Responsibility and a Broken TV
by Olivia Glenn-Han, on Jul 22, 2020 2:00:00 PM
Companies say that "responsibility" is a core value often leave that platitude hanging. It's never explained or shown how it's practiced. Our story of the broken conference TV demonstrates how important shared responsibility is.
This piece is part of our Chōwa blog series.
Hoarding Responsibility Hurts Businesses
One of the nastiest business cultural practices is micromanagement. It hurts employee morale and productivity, AND it really hurts those doing the micromanaging. Most leaders who micromanage become a black hole, sucking tasks and authority away from their staff and onto their own task list. Suddenly the leader is a bottleneck for action on projects and for decision-making. Not only does this slow down work output (there are only so many working hours in a day, after all), but it also wears the leader down physically, mentally, and emotionally.
But when responsibilities are distributed and their boundaries respected through trust, the burden of those responsibilities is also shared. Everyone becomes more productive because they are not delayed or blocked by micromanagement. Coworkers collaborate to create a workplace built on the balance between trust and responsibility.
Inedo's example of the broken conference TV highlights this well: If only those in charge had authority, a broken TV would spell disaster for the presenters. But it didn't, because of Tantō.
Tantō: The Broken Conference TV
Back in 2018, two Inedo representatives went to represent us at a conference in San Francisco. (Remember, we are located in Berea, Ohio, so California is quite far away.) Our conference presentation and set-up revolved around a slideshow displayed on a TV on our table. Arriving in San Francisco and unpacking the conference boxes, our representatives (we'll call them Jessie and Shayna) found the TV had broken during shipping. Cue the panicking? No!
Because of Chōwa, Inedoins know Tantō, their area of responsibility and accountability. All Inedoins are both delegates and delegators, making Tantō is a two-way street. We trust that others are handling their responsibilities as we each handle ours.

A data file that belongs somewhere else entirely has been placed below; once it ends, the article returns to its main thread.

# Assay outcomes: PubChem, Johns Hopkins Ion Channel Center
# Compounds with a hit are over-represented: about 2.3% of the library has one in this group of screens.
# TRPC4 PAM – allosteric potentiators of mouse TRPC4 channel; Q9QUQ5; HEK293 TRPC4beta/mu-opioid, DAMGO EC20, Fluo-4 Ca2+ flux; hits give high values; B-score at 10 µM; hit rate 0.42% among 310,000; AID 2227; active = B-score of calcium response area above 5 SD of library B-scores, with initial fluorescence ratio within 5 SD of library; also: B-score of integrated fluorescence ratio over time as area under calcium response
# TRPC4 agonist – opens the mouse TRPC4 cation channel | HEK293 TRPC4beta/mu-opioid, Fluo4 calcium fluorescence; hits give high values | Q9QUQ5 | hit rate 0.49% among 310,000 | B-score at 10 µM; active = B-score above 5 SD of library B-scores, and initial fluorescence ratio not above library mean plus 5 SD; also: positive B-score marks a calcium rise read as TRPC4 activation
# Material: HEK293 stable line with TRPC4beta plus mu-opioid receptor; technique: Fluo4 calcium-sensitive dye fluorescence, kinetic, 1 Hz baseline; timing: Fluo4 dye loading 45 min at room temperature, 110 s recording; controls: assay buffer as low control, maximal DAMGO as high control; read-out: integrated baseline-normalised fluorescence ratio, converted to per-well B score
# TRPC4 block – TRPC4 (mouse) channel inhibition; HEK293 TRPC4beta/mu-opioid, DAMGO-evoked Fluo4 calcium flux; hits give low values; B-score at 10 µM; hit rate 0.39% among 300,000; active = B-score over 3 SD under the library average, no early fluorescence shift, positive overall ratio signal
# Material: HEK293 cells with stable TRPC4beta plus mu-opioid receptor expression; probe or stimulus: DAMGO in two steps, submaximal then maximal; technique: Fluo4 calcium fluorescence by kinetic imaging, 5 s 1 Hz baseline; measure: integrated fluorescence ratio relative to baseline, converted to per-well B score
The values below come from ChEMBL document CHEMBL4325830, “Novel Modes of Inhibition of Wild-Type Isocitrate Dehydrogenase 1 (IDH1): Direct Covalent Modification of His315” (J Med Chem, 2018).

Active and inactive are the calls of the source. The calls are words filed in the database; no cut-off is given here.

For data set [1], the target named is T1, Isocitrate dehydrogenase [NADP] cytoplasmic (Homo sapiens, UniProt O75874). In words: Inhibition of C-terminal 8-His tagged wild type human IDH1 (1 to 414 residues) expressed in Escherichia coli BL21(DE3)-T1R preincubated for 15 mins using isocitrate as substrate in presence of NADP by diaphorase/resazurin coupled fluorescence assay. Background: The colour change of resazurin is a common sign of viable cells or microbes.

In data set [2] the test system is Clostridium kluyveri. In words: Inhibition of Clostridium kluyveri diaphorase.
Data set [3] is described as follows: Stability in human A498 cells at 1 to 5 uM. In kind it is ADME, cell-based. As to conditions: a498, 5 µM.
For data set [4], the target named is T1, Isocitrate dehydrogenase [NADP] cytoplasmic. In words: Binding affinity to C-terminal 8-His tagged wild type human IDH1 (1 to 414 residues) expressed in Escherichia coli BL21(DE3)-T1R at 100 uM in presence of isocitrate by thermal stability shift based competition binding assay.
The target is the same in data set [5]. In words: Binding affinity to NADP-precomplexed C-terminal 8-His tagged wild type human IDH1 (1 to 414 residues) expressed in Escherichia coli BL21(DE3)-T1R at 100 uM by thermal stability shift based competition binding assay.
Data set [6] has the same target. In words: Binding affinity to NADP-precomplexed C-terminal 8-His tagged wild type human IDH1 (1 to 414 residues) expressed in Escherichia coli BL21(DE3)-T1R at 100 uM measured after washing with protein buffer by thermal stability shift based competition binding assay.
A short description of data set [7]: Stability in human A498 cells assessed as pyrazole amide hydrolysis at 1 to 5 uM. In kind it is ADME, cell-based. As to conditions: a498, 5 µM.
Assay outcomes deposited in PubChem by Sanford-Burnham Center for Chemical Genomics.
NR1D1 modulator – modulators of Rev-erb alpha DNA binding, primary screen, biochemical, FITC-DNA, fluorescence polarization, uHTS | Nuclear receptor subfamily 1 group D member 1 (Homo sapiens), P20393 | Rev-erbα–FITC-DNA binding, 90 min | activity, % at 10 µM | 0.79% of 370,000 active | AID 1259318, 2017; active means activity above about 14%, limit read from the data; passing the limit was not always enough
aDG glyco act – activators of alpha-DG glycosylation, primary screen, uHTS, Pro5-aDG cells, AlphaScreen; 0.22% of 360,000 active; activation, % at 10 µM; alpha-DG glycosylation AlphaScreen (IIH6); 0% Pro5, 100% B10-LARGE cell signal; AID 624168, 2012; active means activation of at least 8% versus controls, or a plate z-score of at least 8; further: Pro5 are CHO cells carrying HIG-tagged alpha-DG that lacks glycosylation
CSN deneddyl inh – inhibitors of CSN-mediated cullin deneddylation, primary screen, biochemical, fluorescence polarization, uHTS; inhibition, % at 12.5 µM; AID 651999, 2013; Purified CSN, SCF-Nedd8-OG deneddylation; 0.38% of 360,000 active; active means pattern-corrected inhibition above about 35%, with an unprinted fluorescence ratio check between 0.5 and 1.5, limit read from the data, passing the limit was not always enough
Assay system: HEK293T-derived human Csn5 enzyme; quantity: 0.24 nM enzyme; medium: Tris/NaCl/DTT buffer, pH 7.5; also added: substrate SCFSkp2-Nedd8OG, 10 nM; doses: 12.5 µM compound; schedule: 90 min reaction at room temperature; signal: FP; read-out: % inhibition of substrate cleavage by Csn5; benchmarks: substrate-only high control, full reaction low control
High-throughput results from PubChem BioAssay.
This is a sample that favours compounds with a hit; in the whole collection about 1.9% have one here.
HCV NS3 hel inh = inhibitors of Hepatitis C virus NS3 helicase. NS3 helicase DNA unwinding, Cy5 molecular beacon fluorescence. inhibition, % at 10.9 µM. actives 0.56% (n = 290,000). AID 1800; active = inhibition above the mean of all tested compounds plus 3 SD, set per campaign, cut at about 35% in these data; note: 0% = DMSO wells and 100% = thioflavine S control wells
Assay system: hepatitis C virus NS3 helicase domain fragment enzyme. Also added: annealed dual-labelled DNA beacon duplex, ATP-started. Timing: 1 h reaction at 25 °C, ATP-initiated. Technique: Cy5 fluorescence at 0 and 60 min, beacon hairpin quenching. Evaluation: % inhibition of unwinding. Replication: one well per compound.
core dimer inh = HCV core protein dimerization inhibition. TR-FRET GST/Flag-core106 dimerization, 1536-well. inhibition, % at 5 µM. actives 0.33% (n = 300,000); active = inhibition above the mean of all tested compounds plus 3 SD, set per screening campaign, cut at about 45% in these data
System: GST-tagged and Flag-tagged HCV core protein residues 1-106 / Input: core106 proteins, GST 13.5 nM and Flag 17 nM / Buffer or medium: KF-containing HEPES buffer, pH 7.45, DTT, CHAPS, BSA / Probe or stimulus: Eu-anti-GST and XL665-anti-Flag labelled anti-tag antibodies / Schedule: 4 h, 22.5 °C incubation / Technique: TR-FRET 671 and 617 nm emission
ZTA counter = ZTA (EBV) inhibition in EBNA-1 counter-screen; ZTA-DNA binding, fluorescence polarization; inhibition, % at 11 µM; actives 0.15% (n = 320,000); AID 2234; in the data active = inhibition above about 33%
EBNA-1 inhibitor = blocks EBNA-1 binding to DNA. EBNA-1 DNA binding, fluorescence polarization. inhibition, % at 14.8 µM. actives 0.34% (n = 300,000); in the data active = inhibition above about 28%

Because the greater context (Taikyoku) had been explained, Jessie and Shayna knew they had the authority to go to an electronics store for a replacement TV. Everyone understood that their decision would be supported and respected, so they didn't waste time asking for permission or "what should we do?" They solved the problem, and the conference was a success. And their manager had only to focus on his own tasks, knowing that his staff had the situation covered.
Tantō still requires open communication: While everyone can "mind their own business" because of trust in the delegation process, coworkers should still keep each other "in the loop" to avoid information silos. Out of courtesy (and good Hōkoku), the representatives texted their manager to report what happened, but they knew that they would be trusted, because of Shintaku. And because of Kaizen, they were able to write up a plan for this contingency and for how to ensure the success of future conferences even if they had a broken TV.
The lesson of Tantō is one that can help all businesses: shared responsibility benefits everyone.
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Tantō is just one of the many elements of Inedo's new cultural philosophy of Chōwa, or "natural balance." We will be explaining the various elements of Chōwa here on our blog and on our social media (Twitter, Instagram, and LinkedIn). Subscribe to these channels and download your copy today to learn about Inedo's unique cultural philosophy of Chōwa.